18 Apr - 6 min read
The life of a married couple differs quite a bit compared to the single life. But in what way does this affect your savings? Are you better of financially when you’re flying solo or is being tied down the way to go to kick your finances up a notch? Let’s try to find out the answer together.
Since there are many variables between being single and being married, we’ll segment our evaluation into these 4 categories: income, housing, transportation, and debt. We’ll look at how one group deals with these 4 things and then move over to the other group to see how they compare with each other. Here we go!
Being single means you have more time to yourself. Which also means more time to dedicate to either picking up a new skill that you can make more money from or even more time to generate some side income to supplement your current one. Some employers also prefer to hire those who are not yet married because they don’t have to worry about single employees taking leave to take care of their kids or look after their spouse.
You live alone so 100% of the rent is comes out of your expenses. However, with less stuff and more mobility, it’s much easier for you to move around to find cheaper places to live. You can also potentially save a lot of money if you live with fellow single roommates. A big disadvantage however, is that it’s also gonna be a lot tougher on a single income to afford buying a house on your own.
When you’re single you don’t need a fancy expensive car to drive you around. Your car or motorcycle also isn’t shared with anyone else which means potentially lesser fuel expenses on your part. But not sharing your car also means not sharing the cost of the vehicle or petrol with anyone. Meaning all your travel expenses are completely your responsibility.
Managing your debt on your own with just a single income is much harder than having somebody else along to help you out, but at least this way you know exactly how much you owe and how much you need to repay. With only yourself as the sole person to take care of financially, your commitments are potentially a lot less as well.
The advantage here is in having total control and freedom to do what you need to with whatever resources you have. You don’t have to compromise on ideal living conditions or discuss any big purchases with anybody. Making huge financially impactful decisions is easier as well and more work opportunities may be available to you.
On the other hand, this also means you have to work harder and be better prepared since in times of financial stress, you won’t have another pair of hands or another flow of income from a partner to help keep you afloat.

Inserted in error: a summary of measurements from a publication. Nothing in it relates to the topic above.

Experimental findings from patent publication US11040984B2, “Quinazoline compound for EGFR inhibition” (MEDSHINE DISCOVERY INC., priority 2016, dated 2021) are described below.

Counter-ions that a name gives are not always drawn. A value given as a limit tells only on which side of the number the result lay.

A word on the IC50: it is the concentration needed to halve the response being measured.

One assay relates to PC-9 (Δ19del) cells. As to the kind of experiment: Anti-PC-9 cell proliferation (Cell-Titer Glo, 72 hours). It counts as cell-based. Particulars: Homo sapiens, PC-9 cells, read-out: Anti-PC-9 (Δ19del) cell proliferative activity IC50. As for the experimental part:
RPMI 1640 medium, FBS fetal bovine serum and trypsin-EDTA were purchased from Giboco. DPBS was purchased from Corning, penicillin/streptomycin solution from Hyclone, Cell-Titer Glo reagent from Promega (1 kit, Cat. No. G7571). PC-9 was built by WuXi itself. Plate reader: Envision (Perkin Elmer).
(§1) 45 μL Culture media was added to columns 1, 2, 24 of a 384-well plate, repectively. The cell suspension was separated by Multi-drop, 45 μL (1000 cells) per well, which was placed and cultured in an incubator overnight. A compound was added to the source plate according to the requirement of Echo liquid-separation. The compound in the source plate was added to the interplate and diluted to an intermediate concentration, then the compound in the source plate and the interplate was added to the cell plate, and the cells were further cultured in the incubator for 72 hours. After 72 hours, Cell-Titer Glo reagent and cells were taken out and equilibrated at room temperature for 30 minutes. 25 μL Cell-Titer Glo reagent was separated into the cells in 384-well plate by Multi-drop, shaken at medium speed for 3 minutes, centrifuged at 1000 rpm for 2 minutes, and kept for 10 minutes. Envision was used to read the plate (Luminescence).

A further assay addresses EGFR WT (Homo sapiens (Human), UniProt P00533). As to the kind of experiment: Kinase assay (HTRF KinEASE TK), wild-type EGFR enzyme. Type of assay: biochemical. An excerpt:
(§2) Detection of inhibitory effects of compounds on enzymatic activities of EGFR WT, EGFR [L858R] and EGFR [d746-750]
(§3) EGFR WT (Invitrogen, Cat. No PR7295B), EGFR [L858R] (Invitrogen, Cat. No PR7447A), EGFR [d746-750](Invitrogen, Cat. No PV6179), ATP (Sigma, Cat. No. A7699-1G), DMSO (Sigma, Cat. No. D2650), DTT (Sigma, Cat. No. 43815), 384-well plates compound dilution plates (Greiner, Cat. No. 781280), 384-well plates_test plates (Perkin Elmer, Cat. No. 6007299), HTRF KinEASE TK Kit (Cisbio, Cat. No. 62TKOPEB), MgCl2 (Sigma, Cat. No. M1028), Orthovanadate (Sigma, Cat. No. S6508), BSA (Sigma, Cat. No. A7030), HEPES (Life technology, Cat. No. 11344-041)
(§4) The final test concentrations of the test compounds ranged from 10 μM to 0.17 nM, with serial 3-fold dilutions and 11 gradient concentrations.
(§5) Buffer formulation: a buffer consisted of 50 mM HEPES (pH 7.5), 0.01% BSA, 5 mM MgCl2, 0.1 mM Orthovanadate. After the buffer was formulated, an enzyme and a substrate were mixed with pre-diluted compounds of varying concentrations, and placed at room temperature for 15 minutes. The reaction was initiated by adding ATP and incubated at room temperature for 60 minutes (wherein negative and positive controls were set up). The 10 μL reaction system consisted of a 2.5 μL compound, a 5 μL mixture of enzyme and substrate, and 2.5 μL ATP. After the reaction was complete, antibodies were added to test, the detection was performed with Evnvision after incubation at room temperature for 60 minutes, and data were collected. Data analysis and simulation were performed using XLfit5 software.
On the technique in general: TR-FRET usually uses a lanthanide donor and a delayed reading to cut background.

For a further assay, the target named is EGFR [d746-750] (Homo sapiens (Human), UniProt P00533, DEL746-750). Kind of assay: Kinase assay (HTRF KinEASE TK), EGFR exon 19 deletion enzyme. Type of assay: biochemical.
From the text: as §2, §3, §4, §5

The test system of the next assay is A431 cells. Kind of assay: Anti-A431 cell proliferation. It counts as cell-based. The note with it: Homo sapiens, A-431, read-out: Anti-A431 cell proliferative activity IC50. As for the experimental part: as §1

Under the most financially productive circumstances, you both may be making money while sharing resources at the same time. Doing this means you can earn more together than you can by yourselves. However, being attached also means less time to explore alternative sources of income, but if both partners are drawing salaries, neither of you may need to do that.
Living together means you both pay rent for the same space. Having an automatic roommate translates to only needing to pay half of the rent, assuming its a double income household. Having two credit lines also means it might be easier to get a house loan and come up with the cash towards financing a house and build equity. On the flipside, if your marriage’s financial situation is not doing so hot then it’s also harder to move freely aboutor rent places since you both need to agree on where to go. Moving to cheaper places is also more difficult since you have more items shared between the two of you.
When you live with a partner you can share a car and the expenses towards that car can be shared as well, cutting it in half. As long as you plan out where to go and split expenses evenly this should work out great. But the vehicle you both choose might also be something with better safety features and passenger capacity since you may be expected to start a family soon. This may offset your savings somewhat.
If you both share expenses and earnings then you may also share debt as well. After all, knowing the kind of debt your partner has is an important question to ask before starting a family together. Having two sources of income to manage your debt is much easier, but if only one of you is making money and using that to pay off debts incurred by the both of you, then this arrangement might not be so good.
Double the income and half the spending means a good strong advantage compared to being single. However, this is heavily dependent on both parties in the marriage having solidly communicated, shared financial goals and mutually complementary money habits. If both partners are in lockstep when it comes to this, then there is great potential to save way more than the single version of yourselves ever can. But if each partner is wildly incompatible when it comes to financial values, then things can end up being much harder than being single. This is even before taking into the account the potential additions to the family.
The pros of being single when it comes to finances is the freedom and flexibility in ways to earn money whereas the advantages of being married is the doubling of resources available and the halving of resources consumed. With either marital status, what remains the most important is being aware of ones financial values and knowing how to practice them consistently towards productive ends. To that point, you can check out our savings account comparisons page to see which savings account suits your savings goals the best.
Have anything to add to this article? Do share your thoughts and ideas with us in the comments section down below!
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